In the moments before the day begins, I am alone.
Almost full moon still visible through
the narrow slit of a window in the back of the house.
Dawn breaks in an instant:
Look out one window and it’s dark,
turn to another and it’s light,
morning flooding the side yard,
instant time travel.
Wet leaves cling to everything this morning,
so much rain last night,
we had to stand outside to
watch it fall on streets flooded with lamplight.
It’s been years now since that fall day I cried
with joy because we moved in,
because we came home
to this town, the only one that
has ever felt like home.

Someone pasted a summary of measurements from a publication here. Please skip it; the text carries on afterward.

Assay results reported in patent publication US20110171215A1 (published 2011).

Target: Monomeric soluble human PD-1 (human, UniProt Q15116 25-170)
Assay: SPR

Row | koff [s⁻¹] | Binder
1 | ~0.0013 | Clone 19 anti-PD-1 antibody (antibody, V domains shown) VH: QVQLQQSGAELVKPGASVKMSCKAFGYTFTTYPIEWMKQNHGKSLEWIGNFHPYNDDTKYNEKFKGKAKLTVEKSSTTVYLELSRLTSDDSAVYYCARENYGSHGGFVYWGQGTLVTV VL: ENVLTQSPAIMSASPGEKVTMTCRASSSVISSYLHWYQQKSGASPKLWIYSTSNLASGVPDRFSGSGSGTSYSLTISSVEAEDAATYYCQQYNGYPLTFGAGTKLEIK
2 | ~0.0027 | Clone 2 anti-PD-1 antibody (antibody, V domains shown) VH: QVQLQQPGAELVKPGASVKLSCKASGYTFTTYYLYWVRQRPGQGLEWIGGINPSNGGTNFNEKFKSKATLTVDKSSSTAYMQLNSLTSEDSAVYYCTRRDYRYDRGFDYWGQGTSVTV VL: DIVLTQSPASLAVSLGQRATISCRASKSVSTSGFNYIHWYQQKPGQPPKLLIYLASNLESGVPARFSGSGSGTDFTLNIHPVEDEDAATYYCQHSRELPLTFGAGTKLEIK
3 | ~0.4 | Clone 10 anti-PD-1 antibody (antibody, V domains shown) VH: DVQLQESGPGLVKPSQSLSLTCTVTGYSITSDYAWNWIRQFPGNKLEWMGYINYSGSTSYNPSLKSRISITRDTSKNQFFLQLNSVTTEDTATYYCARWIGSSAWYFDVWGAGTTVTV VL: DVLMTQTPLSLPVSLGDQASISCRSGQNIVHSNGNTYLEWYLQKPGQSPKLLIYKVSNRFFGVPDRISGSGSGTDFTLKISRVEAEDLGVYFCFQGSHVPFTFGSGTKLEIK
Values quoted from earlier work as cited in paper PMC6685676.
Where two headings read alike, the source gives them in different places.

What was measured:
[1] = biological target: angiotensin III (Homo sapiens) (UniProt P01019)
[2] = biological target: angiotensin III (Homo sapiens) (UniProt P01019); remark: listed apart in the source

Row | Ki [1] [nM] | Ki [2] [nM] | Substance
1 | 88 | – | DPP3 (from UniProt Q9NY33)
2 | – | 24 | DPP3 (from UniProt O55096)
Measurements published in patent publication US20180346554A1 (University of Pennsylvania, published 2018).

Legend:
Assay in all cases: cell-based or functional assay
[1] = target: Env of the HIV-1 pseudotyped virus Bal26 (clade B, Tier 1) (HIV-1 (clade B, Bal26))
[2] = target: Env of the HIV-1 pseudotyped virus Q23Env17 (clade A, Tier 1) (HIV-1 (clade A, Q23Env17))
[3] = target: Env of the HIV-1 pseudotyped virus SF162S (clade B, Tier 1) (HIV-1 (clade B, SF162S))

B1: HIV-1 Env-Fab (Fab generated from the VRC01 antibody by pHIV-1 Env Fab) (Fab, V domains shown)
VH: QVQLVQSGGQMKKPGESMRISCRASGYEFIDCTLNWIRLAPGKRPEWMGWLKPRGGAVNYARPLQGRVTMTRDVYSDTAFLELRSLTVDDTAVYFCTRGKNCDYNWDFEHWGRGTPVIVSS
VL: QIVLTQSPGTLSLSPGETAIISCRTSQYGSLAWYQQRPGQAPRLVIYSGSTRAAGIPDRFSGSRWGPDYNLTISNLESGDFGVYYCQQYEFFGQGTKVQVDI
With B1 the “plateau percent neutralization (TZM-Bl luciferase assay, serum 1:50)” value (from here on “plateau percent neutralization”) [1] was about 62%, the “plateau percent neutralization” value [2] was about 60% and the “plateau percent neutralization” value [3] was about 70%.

A week ago I stood in
the acoustic room of the Martin Guitar Factory
holding one guitar by its neck
while my husband played another.
It thrummed in my hand
like a living thing,
its vibrations a call and response to the other guitar,
as though they were partners,
as though they could finish each other’s sentences,
as if one could translate for the other.
The house will wake,
I know this the way the dog knows this:
she stretches and sighs in preparation.
Feet will find their way down stairs and into kitchens
as if it is inevitable, a call and response,
the period at the end of my sentence.
About the Poet: Jennifer Judge has taught creative writing and composition for 20 years at King’s College in Wilkes-Barre, PA. She earned her MFA from Goddard College. She lives in Dallas, PA with her husband and two daughters. Her work has been published in Literary Mama, Blueline, Mothers Always Write, Schuylkill Valley Journal, Every Pigeon! and Rhino.
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